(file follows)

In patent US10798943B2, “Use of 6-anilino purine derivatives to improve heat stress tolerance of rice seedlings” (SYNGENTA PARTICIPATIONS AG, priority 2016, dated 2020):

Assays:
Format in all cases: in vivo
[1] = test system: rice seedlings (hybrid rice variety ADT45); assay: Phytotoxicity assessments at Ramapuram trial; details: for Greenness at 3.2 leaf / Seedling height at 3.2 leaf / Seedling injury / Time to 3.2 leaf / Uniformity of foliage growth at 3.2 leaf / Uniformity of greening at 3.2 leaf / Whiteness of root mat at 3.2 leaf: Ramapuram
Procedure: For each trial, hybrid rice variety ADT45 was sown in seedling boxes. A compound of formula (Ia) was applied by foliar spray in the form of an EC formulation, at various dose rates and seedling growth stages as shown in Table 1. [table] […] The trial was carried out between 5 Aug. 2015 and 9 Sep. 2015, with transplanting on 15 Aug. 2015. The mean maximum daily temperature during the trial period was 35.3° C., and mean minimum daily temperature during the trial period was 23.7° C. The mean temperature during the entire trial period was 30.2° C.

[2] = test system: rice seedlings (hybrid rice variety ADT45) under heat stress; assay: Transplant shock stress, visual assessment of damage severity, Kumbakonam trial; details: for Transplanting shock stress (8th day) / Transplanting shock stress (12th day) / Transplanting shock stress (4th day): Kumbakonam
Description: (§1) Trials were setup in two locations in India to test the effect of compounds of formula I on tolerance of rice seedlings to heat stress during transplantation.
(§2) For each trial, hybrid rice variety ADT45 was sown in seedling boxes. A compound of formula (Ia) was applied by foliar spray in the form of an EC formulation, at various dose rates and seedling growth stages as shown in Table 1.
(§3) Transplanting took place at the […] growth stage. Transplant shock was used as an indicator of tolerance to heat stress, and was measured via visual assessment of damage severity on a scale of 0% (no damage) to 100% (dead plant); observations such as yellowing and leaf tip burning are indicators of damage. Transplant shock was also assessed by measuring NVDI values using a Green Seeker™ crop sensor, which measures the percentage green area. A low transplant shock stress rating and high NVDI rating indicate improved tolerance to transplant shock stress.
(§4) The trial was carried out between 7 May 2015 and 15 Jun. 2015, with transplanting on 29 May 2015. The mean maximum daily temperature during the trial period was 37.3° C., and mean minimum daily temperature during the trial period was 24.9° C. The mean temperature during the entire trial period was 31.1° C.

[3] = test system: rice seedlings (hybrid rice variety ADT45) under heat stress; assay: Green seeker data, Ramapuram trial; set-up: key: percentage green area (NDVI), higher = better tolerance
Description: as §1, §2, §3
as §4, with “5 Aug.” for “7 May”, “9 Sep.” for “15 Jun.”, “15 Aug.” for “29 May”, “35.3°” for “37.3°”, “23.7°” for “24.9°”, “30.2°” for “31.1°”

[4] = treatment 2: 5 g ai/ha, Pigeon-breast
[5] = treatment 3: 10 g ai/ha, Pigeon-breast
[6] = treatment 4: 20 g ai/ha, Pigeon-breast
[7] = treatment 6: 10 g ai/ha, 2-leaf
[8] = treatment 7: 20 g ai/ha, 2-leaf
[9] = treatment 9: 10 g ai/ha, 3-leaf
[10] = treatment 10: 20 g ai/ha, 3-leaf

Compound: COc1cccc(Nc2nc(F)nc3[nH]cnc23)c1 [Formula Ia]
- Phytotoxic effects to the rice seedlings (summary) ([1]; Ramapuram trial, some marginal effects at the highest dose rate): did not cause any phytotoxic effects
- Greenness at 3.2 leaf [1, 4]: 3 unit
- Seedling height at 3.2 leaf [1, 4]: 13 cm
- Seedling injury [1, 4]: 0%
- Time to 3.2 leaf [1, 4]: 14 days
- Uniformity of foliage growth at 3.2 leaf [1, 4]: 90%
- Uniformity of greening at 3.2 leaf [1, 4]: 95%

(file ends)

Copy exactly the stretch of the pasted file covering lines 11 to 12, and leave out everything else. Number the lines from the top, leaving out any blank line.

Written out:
[3] = test system: rice seedlings (hybrid rice variety ADT45) under heat stress; assay: Green seeker data, Ramapuram trial; set-up: key: percentage green area (NDVI), higher = better tolerance
Description: as §1, §2, §3